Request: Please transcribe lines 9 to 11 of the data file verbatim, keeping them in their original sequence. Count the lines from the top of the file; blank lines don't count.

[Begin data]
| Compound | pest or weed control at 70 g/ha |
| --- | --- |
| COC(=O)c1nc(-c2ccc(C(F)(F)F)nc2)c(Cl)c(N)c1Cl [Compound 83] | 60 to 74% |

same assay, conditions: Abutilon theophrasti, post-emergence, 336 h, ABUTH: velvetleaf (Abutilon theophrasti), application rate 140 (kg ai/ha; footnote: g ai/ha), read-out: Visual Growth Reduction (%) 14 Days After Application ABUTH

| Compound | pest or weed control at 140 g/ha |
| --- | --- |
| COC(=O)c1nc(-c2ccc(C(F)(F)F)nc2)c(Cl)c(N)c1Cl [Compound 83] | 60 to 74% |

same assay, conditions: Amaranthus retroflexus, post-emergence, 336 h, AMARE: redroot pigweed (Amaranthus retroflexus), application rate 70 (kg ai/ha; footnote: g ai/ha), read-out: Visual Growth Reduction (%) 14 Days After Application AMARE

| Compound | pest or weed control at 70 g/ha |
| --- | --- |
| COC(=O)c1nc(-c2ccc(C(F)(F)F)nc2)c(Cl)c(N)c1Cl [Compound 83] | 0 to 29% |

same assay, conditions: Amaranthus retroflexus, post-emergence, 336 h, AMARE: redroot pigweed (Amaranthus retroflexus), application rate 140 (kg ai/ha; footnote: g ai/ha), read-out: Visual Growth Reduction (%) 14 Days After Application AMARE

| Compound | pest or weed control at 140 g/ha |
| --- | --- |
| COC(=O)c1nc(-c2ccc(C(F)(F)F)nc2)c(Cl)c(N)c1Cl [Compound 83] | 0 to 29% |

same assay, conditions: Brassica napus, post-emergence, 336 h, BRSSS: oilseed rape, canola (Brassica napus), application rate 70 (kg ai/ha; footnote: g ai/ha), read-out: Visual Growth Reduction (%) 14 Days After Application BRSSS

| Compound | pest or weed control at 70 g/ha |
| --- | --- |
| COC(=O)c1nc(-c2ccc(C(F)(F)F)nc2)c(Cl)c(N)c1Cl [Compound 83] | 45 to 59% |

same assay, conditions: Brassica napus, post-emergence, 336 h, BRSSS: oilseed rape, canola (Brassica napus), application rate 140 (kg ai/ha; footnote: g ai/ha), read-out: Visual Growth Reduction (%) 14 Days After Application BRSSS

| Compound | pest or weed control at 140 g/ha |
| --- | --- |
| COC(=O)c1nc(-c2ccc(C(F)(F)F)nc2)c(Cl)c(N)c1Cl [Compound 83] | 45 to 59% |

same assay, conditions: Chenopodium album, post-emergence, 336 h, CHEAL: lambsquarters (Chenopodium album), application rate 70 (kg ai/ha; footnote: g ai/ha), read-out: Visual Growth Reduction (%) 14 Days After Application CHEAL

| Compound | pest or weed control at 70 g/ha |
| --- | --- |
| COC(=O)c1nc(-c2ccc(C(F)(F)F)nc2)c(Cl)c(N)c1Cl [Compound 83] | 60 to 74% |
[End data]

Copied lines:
| Compound | pest or weed control at 70 g/ha |
| --- | --- |
| COC(=O)c1nc(-c2ccc(C(F)(F)F)nc2)c(Cl)c(N)c1Cl [Compound 83] | 0 to 29% |